COMIC BOOK REVIEW: Deathstroke #31 ‘Deathstroke vs. Batman Part 2: The Falling Stars’

As Deathstroke defies Batman’s demand to stand down until the truth of the DNA tests is uncovered, the coming conflict between two of DC’s most intriguing characters takes a step back to examine the contrasts and similarities between Bruce and Slade. Will Damien Wayne’s real father please stand up?

deathstroke 31 cover


DEATHSTROKE (2016) #31 “Deathstroke vs. Batman Part 2 of 6: The Falling Stars”
Carlo Pagulayan & Roberto Viacara
Jeremy Cox
Cover Artist: 
Robson Rocha, Daniel Henriques, & Brad Anderson; variant by Jerome Opena & Dean White
Jeromy Cox
Willie Schubert
Publisher: DC COMICS

What You Need to Know:

Last time, in Deathstroke, a plot was put into motion to suggest that Damien Wayne, son of Bruce Wayne and Talia al Ghul, may, in fact, be Deathstroke’s child. Batman confronted Slade with the DNA tests, which Deathstroke had already seen and dismissed. Batman demanded Slade cease all activity until the truth was uncovered—a demand that didn’t sit very well with the world’s greatest assassin.

What You’ll Find Out:

In part two of the conflict between two of DC’s very best, Bruce makes good on his threat to shut down Slade’s operations from the onset by arranging to have Slade’s plane shot down over Saudi Arabia in the middle of a hit. Wintergreen and Slade of course survive, but Slade is separated from his sword, which is swiftly becoming something of a character unto itself during Priest’s run on the title.

Back in Gotham, Jim Gordon informs Bruce (as Bruce) that a robbery occurred in a dive bar in which a prototype T-Phone (nice Mr. Terrific shout-out) with a Waynetech chip had been stolen. While Bruce had developed the chip and then later placed restrictions on it, the prototype featured an unrestricted chip that could be potentially dangerous in the wrong hands. The world’s greatest detective easily tracked down the phone and the “Russian buyer”—one Adeline Kane, Slade’s ex-wife, who suggests a team up between Batman and her, although to what end is unknown.

Back in the desert, Slade hunts down his sword and is confronted by none other than Talia al Ghul, who states she wishes to talk about their son.

about your son

What Just Happened?

This issue slowed down the narrative pace a bit, allowing for a fair amount of setup to occur. There were a number of points of interest to follow here in terms of storytelling prowess. The relationship between Alfred and Wintergreen continued its development in a brief sequence in which the two spoke on the phone, and despite its briefness, the conversation speaks to a central point in the arc—the striking similarities between Batman and Deathstroke.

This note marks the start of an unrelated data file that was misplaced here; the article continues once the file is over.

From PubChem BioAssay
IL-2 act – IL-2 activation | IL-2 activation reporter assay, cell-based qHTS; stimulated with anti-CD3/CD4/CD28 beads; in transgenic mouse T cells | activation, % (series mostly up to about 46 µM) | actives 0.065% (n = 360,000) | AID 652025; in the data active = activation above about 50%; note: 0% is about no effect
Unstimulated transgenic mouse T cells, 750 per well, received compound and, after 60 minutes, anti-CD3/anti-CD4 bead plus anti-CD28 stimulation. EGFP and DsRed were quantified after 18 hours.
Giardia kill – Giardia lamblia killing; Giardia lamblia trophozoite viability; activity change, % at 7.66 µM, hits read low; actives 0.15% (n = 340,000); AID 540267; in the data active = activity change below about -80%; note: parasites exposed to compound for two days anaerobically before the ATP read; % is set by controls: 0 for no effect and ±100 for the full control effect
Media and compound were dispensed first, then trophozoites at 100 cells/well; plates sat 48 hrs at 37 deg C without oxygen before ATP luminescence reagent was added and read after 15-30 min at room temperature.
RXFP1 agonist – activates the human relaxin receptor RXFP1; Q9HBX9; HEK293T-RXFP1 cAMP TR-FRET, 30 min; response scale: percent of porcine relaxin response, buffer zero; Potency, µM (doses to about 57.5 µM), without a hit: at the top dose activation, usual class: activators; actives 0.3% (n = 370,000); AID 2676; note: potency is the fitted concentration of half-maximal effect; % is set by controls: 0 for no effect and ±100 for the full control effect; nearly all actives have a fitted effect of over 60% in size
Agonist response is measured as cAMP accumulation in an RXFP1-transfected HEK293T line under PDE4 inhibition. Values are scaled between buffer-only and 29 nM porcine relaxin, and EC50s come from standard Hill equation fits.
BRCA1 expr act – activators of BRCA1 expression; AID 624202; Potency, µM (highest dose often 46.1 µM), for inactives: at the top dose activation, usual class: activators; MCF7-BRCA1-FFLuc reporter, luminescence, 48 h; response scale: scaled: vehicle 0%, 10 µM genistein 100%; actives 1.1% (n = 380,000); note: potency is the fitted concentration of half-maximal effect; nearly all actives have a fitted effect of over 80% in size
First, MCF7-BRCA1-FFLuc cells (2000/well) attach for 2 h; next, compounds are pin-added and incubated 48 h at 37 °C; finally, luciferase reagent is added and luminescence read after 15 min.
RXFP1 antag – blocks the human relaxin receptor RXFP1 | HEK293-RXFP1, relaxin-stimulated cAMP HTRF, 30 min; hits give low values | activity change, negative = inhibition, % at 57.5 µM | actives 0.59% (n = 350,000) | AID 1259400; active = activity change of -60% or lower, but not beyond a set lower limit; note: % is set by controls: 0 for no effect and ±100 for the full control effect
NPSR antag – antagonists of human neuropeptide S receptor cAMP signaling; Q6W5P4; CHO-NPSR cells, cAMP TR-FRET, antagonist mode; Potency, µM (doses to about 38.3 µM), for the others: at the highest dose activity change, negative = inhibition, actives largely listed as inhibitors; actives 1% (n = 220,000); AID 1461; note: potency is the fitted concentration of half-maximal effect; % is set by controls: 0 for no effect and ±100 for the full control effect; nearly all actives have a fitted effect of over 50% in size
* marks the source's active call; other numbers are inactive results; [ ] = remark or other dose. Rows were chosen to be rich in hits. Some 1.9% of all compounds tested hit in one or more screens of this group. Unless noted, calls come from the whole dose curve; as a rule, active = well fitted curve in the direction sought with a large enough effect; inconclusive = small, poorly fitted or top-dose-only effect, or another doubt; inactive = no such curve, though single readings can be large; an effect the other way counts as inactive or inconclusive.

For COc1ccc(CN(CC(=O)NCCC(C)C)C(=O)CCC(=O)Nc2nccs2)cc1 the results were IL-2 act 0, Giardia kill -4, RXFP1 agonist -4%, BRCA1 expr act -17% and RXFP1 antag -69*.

two dads

As is highlighted once again by the parallel interviews between Robin and Jericho, familial structures seem to be the crucial difference between Slade and Bruce, a notion also emphasized by the sequence of Bruce sitting and contrasting the photo of his family with Slade’s family. Both families are touched by death (Martha and Thomas for Bruce, and Grant for Slade), but to vastly different effect. For Bruce, death is the cause, yet for Slade, it is the effect. Certainly, the potential of removing Damien as Bruce’s only son and transferring him to Slade’s own history of violence will be further explored in the coming months.

 family photos

While the issue features an almost frantic pace in terms of moving from scene to scene quite rapidly, there is something about the carefully crafted page layouts that manages to control that pace into an organized chaos that should be noted and respected here. I should also note that, while I am typically not a fan of digital enhancement in comics art, the panel below struck me an excellent example of how it can be used to further the poetry of motion and time in comics narrative.

 motion study

Rating: 9/10

Final Thought: The running joke in this issue about Bruce’s overly-complicated explanations for how he figured things out as a cover for actually very simple processes was comedic gold that deserves to be applied to a regular Batman book. If Priest is so inclined, I’d welcome him on any Bat-Family book he wanted to write. That is, in no way, a knock on King or Tynion IV, both of whom I think are doing a marvelous job, but I’m ready to see Priest move in and shake things up.

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